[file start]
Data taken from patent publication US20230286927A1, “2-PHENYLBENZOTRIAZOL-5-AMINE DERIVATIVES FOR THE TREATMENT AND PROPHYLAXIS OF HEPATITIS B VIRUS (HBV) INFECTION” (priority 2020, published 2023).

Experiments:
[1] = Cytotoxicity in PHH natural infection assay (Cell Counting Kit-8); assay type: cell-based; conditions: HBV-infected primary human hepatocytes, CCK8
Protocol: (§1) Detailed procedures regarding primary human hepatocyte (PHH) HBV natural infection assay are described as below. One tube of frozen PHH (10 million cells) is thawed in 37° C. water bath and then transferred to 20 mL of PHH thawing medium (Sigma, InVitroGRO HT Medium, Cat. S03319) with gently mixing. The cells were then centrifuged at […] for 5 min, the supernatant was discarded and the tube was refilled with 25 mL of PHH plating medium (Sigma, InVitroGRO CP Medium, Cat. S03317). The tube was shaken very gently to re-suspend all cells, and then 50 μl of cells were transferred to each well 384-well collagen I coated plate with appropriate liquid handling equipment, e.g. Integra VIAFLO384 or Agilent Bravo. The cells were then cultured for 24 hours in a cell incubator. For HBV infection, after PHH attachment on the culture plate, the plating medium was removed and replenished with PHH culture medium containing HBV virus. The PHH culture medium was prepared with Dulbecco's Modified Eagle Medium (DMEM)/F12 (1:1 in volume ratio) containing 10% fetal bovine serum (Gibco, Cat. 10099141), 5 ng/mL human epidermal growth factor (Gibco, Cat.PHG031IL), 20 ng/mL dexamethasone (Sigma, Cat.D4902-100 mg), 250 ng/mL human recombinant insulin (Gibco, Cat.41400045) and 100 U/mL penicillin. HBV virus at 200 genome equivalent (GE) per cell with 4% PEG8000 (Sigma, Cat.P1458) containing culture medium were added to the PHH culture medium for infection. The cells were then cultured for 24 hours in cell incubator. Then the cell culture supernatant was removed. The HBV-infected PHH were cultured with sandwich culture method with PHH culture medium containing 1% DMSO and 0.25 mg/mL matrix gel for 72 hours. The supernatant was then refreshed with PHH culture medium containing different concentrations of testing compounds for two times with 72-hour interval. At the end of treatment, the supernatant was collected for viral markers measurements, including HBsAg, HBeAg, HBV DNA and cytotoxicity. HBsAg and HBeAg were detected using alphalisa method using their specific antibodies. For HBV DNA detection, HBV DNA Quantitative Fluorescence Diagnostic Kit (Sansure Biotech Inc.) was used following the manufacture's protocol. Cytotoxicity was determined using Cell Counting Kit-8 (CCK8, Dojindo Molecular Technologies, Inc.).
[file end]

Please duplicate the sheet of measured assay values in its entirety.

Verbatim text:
Data taken from patent publication US20230286927A1, “2-PHENYLBENZOTRIAZOL-5-AMINE DERIVATIVES FOR THE TREATMENT AND PROPHYLAXIS OF HEPATITIS B VIRUS (HBV) INFECTION” (priority 2020, published 2023).

Experiments:
[1] = Cytotoxicity in PHH natural infection assay (Cell Counting Kit-8); assay type: cell-based; conditions: HBV-infected primary human hepatocytes, CCK8
Protocol: (§1) Detailed procedures regarding primary human hepatocyte (PHH) HBV natural infection assay are described as below. One tube of frozen PHH (10 million cells) is thawed in 37° C. water bath and then transferred to 20 mL of PHH thawing medium (Sigma, InVitroGRO HT Medium, Cat. S03319) with gently mixing. The cells were then centrifuged at […] for 5 min, the supernatant was discarded and the tube was refilled with 25 mL of PHH plating medium (Sigma, InVitroGRO CP Medium, Cat. S03317). The tube was shaken very gently to re-suspend all cells, and then 50 μl of cells were transferred to each well 384-well collagen I coated plate with appropriate liquid handling equipment, e.g. Integra VIAFLO384 or Agilent Bravo. The cells were then cultured for 24 hours in a cell incubator. For HBV infection, after PHH attachment on the culture plate, the plating medium was removed and replenished with PHH culture medium containing HBV virus. The PHH culture medium was prepared with Dulbecco's Modified Eagle Medium (DMEM)/F12 (1:1 in volume ratio) containing 10% fetal bovine serum (Gibco, Cat. 10099141), 5 ng/mL human epidermal growth factor (Gibco, Cat.PHG031IL), 20 ng/mL dexamethasone (Sigma, Cat.D4902-100 mg), 250 ng/mL human recombinant insulin (Gibco, Cat.41400045) and 100 U/mL penicillin. HBV virus at 200 genome equivalent (GE) per cell with 4% PEG8000 (Sigma, Cat.P1458) containing culture medium were added to the PHH culture medium for infection. The cells were then cultured for 24 hours in cell incubator. Then the cell culture supernatant was removed. The HBV-infected PHH were cultured with sandwich culture method with PHH culture medium containing 1% DMSO and 0.25 mg/mL matrix gel for 72 hours. The supernatant was then refreshed with PHH culture medium containing different concentrations of testing compounds for two times with 72-hour interval. At the end of treatment, the supernatant was collected for viral markers measurements, including HBsAg, HBeAg, HBV DNA and cytotoxicity. HBsAg and HBeAg were detected using alphalisa method using their specific antibodies. For HBV DNA detection, HBV DNA Quantitative Fluorescence Diagnostic Kit (Sansure Biotech Inc.) was used following the manufacture's protocol. Cytotoxicity was determined using Cell Counting Kit-8 (CCK8, Dojindo Molecular Technologies, Inc.).